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The FDA recently held up the U.S. approval based on concerns over the monthly injectable regimen’s manufacturing.
Advocates claim Gilead and others unfairly limited competition for HIV combination pills.
Long-acting injectables may be given once every other month, according to new findings.
This finding from a study of people switching from TDF to TAF for HIV treatment may also have implications for those on PrEP.
Calling all U.S. cisgender gay and bi men and trans and gender nonconforming people at risk for the virus.
Class action lawsuit challenges deals that limit generic drug competition; Gilead says the case is without merit.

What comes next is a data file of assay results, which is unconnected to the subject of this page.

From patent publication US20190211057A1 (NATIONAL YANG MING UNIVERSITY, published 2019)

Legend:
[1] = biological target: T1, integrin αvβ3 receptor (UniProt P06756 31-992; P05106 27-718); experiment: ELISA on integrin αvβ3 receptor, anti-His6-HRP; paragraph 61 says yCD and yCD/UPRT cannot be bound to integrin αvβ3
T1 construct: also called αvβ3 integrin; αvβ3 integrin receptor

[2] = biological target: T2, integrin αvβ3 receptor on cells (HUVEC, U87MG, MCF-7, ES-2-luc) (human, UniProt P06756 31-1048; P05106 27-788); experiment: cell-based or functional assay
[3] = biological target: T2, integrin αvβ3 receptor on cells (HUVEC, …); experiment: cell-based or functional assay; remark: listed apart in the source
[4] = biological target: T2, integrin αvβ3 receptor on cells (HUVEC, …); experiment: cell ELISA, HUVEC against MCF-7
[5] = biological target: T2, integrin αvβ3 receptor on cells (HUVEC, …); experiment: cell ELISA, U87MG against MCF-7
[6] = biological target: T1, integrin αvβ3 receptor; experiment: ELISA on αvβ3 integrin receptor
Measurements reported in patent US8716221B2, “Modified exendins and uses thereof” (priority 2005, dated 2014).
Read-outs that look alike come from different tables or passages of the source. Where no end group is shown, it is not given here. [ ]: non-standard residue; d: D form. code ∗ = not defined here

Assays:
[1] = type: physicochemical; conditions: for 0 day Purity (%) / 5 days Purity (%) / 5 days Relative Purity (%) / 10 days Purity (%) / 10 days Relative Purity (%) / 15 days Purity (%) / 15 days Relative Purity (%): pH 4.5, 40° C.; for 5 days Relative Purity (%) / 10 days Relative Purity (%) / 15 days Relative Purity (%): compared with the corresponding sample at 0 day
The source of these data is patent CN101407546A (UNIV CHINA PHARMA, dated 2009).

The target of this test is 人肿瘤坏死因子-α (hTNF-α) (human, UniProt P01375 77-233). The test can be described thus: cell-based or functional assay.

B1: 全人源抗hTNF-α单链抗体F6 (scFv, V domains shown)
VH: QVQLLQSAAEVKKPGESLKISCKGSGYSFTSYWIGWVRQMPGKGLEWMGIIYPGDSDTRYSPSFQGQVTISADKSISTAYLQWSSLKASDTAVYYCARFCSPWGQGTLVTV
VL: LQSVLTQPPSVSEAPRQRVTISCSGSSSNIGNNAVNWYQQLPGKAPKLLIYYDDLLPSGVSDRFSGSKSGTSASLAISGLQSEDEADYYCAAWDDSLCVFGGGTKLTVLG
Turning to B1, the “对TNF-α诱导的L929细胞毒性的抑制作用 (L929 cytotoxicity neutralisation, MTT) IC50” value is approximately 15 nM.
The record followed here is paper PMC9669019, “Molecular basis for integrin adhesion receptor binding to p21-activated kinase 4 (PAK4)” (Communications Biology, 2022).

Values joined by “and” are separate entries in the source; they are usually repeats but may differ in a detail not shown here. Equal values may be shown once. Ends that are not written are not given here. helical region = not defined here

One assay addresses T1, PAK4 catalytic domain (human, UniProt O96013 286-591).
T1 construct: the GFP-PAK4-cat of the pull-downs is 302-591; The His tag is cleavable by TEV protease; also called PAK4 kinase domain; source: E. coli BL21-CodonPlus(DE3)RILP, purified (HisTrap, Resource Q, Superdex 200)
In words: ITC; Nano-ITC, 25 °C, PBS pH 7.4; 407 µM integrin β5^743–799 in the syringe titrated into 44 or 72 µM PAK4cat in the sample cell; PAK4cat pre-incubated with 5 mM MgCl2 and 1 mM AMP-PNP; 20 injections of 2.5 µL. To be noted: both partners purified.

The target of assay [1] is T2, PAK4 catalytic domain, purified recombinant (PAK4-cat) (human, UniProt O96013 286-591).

Swiss researchers analyzed shifts in kidney function among those switching from the old form of the HIV medication to the new one.
The Mosaico study will enroll gay and bisexual men and transgender people at significant risk for the virus.
Given every four weeks, the combo injection of cabotegravir and Edurant (rilpivirine) will likely face an FDA decision by early 2020.
The trial will investigate whether injections of long-acting cabotegravir and rilpivirine yield a superior rate of viral suppression.
A machine learning algorithm designed small sets of proteins that boasted the greatest potential to elicit a broad-based immune response.
Pharma giants made agreements to keep prices high and block competition for generics, the civil lawsuit alleges.
Dosed every four weeks, the injection, which requires a clinic visit, includes long-acting rilpivirine and cabotegravir.
Researchers enrolled participants within 14 days of their HIV diagnosis.
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